Counter-Drone Capability for RAF Bases

Leonardo to work with RAF to evaluate technologies for a future counter-UAS system.

11 September 2019
Leonardo's Falcon Counter-UAS



The Royal Air Force will work with Leonardo to evaluate a range of technologies that could form a future counter-drone capability to protect RAF bases. The three-year R&D programme, announced at DSEI 2019 in London, will start in early 2020.

Leonardo says elements of its counter unmanned air system (C-UAS) technology were deployed by the RAF this year and in 2019 following drone sightings at Gatwick and Heathrow airports. The company has also provided C-UAS technology to the Italian Army and Air Force.

Its Falcon Shield C-UAS system uses specialised radar and 360-degree electronic surveillance to detect and track UAS threats. Falcon draws on the company's expertise in areas such as electro optical (EO) sensors and advanced Radio Frequency (RF) effector technology.

The RAF's C-UAS research programme will draw on Leonardo's experience of working with military and civilian customers to counter threats posed by drones. 

In addition to the threat posed by hostile drones, Leonardo and Thales have been contracted by the UK Ministry of Defence to deliver an integrated Defensive Aids System to protect the RAF's fleet of Shadow R1 intelligence-gathering aircraft against threats from heat-seeking missiles. Eight of the RAF's Shadow aircraft will be fitted with the DAS which is made up of various subsystems from the two OEMs, including a threat warner and a directed infrared countermeasure.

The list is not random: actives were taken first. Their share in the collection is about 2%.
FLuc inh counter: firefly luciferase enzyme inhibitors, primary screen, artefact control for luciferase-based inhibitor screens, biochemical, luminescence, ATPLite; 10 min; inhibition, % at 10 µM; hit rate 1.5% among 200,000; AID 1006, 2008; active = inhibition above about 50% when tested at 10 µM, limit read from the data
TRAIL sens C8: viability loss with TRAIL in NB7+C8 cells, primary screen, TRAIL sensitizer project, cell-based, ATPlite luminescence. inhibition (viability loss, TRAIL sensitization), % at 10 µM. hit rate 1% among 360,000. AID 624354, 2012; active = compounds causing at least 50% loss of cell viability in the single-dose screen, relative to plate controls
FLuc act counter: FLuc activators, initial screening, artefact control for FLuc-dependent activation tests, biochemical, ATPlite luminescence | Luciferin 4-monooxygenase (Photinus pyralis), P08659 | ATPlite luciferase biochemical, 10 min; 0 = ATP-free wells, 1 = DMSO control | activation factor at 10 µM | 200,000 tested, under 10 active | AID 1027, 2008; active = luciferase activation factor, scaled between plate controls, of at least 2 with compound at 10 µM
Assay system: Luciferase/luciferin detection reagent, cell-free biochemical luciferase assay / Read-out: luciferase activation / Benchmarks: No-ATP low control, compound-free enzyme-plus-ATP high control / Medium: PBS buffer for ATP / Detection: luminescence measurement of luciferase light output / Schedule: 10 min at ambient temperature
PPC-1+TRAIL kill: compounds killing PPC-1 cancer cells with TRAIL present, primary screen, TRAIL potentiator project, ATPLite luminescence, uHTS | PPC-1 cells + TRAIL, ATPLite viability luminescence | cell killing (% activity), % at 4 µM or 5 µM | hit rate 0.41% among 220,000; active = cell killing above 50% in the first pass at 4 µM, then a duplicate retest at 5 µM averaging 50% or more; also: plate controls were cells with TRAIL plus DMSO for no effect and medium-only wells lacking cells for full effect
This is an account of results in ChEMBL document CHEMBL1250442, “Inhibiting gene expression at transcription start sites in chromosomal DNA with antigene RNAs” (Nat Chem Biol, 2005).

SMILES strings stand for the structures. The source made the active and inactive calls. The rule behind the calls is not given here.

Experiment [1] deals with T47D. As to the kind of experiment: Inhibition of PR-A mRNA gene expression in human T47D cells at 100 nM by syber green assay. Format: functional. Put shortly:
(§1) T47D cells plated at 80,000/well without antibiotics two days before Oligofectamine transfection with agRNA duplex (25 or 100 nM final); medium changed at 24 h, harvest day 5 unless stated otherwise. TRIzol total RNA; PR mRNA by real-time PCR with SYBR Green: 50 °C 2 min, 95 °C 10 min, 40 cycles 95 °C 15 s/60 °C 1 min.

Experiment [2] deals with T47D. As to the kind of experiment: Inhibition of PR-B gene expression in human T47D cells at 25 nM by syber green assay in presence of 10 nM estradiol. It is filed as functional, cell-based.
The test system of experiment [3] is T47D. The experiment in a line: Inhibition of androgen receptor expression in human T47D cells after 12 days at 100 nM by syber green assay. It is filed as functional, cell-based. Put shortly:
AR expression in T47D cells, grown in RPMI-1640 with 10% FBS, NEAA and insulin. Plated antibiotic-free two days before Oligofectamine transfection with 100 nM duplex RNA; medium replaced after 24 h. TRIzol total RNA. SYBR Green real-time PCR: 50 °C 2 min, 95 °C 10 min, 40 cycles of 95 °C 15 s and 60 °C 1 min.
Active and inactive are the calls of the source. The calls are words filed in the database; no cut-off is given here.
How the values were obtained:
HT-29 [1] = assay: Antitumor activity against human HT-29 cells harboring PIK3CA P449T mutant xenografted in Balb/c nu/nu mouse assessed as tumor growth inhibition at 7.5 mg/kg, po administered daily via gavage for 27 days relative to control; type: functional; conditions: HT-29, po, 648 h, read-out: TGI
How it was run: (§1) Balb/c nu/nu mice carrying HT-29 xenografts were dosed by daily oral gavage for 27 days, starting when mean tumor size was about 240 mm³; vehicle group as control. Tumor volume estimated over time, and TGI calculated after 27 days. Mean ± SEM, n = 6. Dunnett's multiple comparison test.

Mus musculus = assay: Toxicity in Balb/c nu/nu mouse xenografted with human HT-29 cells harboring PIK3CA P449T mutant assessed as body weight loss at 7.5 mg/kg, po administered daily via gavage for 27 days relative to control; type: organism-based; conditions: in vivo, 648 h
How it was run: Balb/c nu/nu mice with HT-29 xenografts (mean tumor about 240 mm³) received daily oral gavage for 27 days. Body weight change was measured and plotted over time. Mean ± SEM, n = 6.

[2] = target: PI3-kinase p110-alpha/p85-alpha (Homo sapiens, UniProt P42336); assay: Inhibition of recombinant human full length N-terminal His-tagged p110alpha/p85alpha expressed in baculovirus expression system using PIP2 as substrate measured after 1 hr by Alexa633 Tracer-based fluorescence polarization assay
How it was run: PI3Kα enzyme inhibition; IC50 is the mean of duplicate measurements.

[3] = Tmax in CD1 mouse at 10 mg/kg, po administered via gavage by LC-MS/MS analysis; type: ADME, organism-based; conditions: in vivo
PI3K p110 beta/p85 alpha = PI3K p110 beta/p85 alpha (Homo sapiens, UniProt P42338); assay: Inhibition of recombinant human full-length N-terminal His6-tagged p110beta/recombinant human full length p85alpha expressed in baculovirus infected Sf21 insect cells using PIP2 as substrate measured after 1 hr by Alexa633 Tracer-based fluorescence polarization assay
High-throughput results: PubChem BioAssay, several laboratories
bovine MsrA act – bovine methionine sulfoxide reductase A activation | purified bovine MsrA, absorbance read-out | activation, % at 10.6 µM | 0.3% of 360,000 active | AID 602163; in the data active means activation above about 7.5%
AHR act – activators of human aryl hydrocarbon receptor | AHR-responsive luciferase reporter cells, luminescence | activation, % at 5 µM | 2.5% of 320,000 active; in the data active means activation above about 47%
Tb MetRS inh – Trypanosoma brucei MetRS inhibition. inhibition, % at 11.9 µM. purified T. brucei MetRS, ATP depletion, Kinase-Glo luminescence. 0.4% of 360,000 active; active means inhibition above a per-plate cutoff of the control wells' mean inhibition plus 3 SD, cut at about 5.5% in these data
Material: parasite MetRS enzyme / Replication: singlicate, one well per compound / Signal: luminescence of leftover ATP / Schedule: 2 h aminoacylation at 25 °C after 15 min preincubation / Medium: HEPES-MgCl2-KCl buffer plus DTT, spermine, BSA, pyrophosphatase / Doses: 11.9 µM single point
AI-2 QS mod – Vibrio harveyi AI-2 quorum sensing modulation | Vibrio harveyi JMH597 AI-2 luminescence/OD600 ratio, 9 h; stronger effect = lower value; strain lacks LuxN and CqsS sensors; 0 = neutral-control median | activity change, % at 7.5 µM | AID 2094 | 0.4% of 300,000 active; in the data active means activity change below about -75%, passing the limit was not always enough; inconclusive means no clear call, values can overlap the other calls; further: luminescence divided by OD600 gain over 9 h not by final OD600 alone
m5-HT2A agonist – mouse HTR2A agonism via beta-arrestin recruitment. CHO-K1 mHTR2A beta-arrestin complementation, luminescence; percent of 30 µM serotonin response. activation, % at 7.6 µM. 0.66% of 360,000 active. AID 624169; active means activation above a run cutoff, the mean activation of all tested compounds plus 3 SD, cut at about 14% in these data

Leonardo says recent trials in Sweden saw an integrated Miysis/Elix-IR system from Leonardo and Thales use a jamming waveform developed by the UK's Defence Science and Technology Laboratory to defeat infrared missiles in live fire exercises.

At DSEI in London, Leonardo also launched its latest infrared camera, SLX-Superhawk. Previously it wasn't possible to use an infrared camera for persistent surveillance, but Leonardo says it has developed a new cooling engine that allows the camera to operate for 40,000 hours, four times that of the average medium-wave infrared thermal imaging camera.

It also unveiled its latest jamming technology for ground forces to protect against IED threats. The new Guardian HR delivers “high-powered, targeted jamming across the threat spectrum, and Guardian High Frequency Extension (HFE) is an upgrade to the already in-service Guardian H3.